Our group received funding from the National Science Foundation to investigate spin-orbit torques with Weyl semimetals for the next three years. This work will be performed in collaboration with the group from Prof. Steven May from Drexel University.
This grant supports research into understanding new mechanisms by which electrical currents can be used to switch the magnetic orientation of thin magnetic layers in devices for data processing and storage. The use of current pulses to alter magnetism is central to the operating principles of a variety of electronic and spintronic devices. However, new materials systems are needed to reduce the power consumption required for magnetic switching and to enable future device scaling. This award supports fundamental research to identify quantum materials known as Weyl semimetals that enable significant improvements in the efficiency of current-induced magnetic switching. The project will characterize a variety of Weyl semimetals for use in magnetic devices with emphasis on understanding how the switching metrics are influenced by the interfacial properties between the Weyl semimetal and the magnetic layer. The project will also identify how Weyl semimetals can be used to enable switching of perpendicular magnets to facilitate emerging device concepts. The insights into how new quantum materials can reduce power consumption in electronic and magnetic devices may lead to new advances in electronics and computing devices, providing broad societal benefit. The students’ research training enabled by this project will serve to advance the U.S. economic interests by providing them with the experimental skill set needed to contribute to the technological sector.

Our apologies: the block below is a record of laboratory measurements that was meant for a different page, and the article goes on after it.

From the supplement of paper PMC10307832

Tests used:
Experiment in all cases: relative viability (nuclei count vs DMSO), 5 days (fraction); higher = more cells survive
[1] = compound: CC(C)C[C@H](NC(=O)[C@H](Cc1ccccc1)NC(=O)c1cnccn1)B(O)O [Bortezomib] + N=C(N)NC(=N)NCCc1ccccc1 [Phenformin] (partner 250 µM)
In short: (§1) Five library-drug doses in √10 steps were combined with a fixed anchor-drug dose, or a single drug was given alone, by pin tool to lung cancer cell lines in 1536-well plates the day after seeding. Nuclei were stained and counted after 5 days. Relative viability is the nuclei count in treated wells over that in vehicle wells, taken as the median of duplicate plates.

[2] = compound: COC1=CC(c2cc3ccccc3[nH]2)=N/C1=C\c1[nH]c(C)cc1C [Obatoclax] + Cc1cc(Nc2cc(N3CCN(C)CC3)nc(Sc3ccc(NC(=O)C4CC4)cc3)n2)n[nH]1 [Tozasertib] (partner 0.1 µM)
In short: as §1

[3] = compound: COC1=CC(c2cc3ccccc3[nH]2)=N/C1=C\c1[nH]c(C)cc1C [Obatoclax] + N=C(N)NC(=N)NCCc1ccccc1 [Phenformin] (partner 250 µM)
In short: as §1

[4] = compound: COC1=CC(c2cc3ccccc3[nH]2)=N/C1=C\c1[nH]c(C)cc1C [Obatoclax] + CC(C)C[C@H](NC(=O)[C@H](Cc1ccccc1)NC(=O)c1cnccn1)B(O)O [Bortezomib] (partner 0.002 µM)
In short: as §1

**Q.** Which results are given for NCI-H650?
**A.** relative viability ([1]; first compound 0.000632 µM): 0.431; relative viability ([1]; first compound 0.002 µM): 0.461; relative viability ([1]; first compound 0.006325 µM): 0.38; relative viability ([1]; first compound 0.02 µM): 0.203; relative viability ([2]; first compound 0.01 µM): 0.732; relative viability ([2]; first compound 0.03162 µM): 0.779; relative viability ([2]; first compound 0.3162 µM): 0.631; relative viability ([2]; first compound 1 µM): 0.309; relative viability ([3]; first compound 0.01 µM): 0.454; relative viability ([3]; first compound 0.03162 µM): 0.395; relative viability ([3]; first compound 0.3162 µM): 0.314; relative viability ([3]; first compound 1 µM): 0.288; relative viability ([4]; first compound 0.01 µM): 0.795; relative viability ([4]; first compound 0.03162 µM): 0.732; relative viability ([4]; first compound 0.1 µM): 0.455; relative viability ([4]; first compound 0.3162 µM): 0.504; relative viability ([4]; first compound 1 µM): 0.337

This collaborative project will lay the groundwork for low-power spintronic devices through a series of research activities aimed at providing a detailed understanding of spin-orbit torques generated by Weyl semimetals. The charge-to-spin conversion process will be thoroughly characterized at a series of interfaces between Weyl semimetals and ferromagnetic metals to quantify torque efficiencies. The interfacial properties of these same structures will be characterized using resonant x-ray reflectivity, a technique that allows for both the elemental concentration and magnetization to be determined as a function of depth across the interfaces. The correlations between spin-orbit torque efficiency and the composition and magnetic properties of the interfaces will elucidate the roles of intrinsic (Weyl physics) and extrinsic (non-idealities at the interfaces) contributions to the torques. These activities will yield a thorough understanding of spin-orbit torques across real interfaces in device-based structures fabricated using industry-relevant deposition processes. The research will also identify novel spin-orbit torques, including those associated with an out-of-plane spin polarization, enabled by the unique properties of Weyl semimetals and quantify torque metrics relevant for non-volatile magnetic memory devices and thermally driven stochastic oscillators, where the magnetization of the free magnetic layer is controlled via spin-orbit torques. Through these research activities, this project will advance progress toward employing Weyl semimetals in emerging electronic and spintronic device architectures.